Simplifying Multifactor Authentication

Here’s how we explain multifactor authentication to audiences. First, there is two-factor authentication, which is one form of multifactor authentication. Technically, many two-factor authentication systems are actually two-step authentication systems, but we won’t quibble over the little stuff. Small law firms are indeed beginning to use two-factor authentication, especially to get access to data in the cloud—perhaps client data, or perhaps the firm’s certified public accountant, payroll or banking data.

Two-factor authentication is often referred to in short as “2FA.” All of us, at this point, use 2FA somewhere in our lives. One common usage is when you enter your ID or password and you are sent a code via text message or via email. You then enter the code and your login is complete. This methodology is often used when we wish to change a password—and since lawyers notoriously forget passwords and need to reset them, we’re guessing most of you have been exposed to this scenario many times!

A common form of multifactor authentication is something the user knows (a password), something the user has (a token) and something the user is (biometrics). This is known as “defense in depth,” adding layer upon layer of security.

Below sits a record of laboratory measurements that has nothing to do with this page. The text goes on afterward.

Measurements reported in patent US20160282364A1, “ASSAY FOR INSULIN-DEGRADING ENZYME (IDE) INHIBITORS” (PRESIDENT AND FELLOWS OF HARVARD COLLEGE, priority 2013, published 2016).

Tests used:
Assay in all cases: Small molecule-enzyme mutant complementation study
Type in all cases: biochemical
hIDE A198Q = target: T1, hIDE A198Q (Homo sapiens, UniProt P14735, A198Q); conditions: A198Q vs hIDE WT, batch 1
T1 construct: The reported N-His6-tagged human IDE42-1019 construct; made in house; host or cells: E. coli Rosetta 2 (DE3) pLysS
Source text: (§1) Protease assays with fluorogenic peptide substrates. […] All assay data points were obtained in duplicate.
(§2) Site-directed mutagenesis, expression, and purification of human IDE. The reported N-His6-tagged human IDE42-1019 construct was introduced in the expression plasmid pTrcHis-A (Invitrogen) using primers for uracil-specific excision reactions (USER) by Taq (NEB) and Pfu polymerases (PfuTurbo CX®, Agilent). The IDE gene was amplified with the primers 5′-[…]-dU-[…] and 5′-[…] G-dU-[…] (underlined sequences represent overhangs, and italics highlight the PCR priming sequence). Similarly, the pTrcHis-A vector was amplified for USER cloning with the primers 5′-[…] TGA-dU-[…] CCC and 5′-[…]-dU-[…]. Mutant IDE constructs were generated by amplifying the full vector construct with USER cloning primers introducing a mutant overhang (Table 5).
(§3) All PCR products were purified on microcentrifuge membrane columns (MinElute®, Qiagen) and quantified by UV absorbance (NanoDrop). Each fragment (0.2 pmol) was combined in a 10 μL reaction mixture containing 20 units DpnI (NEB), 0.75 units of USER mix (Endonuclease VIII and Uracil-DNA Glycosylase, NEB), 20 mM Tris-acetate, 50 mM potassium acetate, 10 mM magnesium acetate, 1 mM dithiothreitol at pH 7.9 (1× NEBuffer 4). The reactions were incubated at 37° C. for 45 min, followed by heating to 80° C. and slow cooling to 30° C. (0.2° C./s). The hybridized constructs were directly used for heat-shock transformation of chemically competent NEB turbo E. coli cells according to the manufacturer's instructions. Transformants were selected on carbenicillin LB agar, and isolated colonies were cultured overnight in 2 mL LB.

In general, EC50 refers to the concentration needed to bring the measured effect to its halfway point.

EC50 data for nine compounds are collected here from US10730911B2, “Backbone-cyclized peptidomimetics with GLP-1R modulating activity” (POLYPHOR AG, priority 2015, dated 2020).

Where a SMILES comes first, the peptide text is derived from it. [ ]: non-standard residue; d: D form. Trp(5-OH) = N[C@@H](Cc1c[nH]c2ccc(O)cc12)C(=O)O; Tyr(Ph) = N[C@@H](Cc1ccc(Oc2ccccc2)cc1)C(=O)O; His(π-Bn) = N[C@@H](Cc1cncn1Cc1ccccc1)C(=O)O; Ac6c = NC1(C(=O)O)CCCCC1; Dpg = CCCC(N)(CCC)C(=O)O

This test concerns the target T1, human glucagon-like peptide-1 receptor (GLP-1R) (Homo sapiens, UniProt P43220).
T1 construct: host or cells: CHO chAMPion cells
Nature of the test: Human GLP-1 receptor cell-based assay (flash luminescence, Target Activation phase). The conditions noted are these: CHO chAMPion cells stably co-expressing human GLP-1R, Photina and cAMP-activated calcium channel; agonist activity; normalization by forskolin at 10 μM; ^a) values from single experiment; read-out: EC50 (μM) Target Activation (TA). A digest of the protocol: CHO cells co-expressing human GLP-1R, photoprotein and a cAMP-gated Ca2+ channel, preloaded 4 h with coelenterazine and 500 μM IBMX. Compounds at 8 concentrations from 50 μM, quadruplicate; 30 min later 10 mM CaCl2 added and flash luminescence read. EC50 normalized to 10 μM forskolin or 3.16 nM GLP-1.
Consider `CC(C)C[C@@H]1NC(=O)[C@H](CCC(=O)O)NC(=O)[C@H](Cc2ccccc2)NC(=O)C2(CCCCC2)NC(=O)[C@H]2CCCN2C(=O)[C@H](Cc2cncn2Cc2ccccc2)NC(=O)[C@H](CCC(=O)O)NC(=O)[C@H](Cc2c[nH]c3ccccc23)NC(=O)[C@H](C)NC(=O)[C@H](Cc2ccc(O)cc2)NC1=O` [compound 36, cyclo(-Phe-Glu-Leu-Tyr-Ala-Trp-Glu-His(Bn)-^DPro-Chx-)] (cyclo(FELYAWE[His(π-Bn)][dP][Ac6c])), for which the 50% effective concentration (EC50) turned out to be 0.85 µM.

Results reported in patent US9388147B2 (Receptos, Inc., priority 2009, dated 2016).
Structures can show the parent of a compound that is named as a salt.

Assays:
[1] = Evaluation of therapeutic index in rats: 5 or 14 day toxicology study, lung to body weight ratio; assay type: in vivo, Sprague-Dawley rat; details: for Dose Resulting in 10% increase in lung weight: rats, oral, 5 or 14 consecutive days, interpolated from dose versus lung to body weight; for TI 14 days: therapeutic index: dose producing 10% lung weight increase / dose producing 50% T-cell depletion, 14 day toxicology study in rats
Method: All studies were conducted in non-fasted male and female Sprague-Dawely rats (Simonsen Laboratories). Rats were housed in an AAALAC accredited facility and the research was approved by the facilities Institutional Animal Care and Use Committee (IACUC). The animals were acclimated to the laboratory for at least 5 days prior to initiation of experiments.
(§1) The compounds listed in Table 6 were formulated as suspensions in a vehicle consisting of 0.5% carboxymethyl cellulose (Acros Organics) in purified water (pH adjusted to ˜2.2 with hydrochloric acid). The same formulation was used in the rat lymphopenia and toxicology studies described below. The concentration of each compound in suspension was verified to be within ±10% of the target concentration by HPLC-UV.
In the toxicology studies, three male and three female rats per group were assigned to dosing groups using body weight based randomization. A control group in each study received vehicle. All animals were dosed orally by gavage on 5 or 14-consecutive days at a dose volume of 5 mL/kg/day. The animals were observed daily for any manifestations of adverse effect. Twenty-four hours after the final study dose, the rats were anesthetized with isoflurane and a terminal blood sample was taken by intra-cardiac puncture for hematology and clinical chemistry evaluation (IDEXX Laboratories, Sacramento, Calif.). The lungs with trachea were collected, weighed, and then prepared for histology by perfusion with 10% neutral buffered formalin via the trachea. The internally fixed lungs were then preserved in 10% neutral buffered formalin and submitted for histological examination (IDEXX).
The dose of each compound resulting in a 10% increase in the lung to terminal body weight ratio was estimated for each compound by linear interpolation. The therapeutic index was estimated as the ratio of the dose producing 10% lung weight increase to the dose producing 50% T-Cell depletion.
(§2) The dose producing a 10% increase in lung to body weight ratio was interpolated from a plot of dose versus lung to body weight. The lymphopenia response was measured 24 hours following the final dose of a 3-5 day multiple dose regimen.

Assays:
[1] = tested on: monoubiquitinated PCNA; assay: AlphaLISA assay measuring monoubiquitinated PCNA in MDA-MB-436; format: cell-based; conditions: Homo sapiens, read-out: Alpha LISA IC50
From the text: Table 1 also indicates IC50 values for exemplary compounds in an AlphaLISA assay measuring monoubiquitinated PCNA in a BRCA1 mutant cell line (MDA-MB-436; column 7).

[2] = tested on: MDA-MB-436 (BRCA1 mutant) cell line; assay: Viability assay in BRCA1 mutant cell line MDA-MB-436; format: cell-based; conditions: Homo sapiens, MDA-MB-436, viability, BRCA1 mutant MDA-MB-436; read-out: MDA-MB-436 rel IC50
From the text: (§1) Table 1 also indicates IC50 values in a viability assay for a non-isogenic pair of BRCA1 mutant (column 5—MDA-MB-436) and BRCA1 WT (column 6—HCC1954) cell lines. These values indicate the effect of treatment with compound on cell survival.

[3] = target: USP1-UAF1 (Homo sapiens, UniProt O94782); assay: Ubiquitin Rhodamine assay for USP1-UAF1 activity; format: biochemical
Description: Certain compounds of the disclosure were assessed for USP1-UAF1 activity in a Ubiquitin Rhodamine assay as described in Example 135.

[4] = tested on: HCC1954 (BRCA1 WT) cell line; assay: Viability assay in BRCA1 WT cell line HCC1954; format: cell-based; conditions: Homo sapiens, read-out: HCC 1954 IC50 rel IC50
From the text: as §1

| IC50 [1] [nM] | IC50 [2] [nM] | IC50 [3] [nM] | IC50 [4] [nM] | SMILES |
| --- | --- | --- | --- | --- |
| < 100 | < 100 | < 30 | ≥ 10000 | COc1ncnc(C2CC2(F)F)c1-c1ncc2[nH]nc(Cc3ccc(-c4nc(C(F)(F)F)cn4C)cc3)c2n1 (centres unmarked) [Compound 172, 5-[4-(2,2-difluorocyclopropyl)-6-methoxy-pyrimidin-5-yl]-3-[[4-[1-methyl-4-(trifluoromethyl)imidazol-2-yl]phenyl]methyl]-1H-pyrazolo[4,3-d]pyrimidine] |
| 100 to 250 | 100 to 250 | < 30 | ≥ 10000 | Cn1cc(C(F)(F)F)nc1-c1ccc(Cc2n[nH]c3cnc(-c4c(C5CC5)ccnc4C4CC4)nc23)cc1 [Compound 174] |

Let’s offer a few examples of multifactor authentication, just to make things simpler:

  • You swipe a card and enter a passcode.
  • You swipe a card and scan your finger, or you use a retina scanner, for biometric verification.
  • You download a virtual private network client with a digital certificate and log in to the virtual private network before you can get into the network.
  • You attach a USB hardware token to a laptop that generates a one-time passcode that you use to log in to a virtual private network client.

There are many variations on the theme, but you get the idea.

Why Do Lawyers Resist Multifactor Authentication?

Lawyers dislike learning new technology—at least most of our lawyer clients do. And they fear it will cost them time. Actually, multifactor authentication doesn’t have to be hard. For instance, suppose we want to log in to our bank account. With our bank we can identify our laptops and smartphones as “trusted devices.” Therefore, as long as it is our device that logs in to our account with the proper ID and password, nothing further is necessary. However, if we log in from an unknown device, additional verification will be required, whether it’s in the form of security questions, a one-time code sent to our phone or some other form of authentication.